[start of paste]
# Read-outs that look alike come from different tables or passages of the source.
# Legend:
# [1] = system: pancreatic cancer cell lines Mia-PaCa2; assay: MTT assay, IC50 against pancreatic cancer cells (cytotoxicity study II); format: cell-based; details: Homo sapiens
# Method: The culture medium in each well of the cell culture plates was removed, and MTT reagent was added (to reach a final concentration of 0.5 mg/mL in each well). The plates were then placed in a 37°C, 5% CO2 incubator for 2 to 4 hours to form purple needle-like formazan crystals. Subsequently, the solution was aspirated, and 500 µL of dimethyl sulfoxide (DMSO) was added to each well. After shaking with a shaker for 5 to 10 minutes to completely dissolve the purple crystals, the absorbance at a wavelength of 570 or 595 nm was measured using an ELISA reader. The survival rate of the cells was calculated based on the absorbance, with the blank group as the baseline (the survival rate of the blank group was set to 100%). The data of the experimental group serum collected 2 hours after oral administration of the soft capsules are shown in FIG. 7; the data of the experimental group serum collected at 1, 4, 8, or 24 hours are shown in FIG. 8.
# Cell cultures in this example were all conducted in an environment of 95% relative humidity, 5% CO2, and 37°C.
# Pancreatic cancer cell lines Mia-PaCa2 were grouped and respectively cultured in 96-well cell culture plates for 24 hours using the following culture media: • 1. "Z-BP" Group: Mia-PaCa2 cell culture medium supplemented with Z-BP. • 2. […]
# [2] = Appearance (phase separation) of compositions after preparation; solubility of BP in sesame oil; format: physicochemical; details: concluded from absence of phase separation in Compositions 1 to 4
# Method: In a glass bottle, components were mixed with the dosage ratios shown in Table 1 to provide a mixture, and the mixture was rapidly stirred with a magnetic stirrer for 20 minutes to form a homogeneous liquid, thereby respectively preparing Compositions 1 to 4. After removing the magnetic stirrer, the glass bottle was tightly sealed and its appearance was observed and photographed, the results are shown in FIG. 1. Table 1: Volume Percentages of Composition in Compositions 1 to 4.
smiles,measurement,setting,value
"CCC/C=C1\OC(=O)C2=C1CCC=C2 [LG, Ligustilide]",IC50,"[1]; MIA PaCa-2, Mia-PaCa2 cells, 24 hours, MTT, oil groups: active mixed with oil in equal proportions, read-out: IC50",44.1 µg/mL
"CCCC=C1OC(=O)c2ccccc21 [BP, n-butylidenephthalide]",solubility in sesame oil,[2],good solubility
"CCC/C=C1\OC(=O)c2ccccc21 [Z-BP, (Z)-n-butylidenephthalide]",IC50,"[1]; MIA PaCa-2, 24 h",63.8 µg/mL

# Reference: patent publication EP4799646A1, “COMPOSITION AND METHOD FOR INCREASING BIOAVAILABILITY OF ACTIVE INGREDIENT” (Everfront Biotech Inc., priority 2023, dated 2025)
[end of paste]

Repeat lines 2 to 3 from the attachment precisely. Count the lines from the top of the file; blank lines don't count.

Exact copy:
# Legend:
# [1] = system: pancreatic cancer cell lines Mia-PaCa2; assay: MTT assay, IC50 against pancreatic cancer cells (cytotoxicity study II); format: cell-based; details: Homo sapiens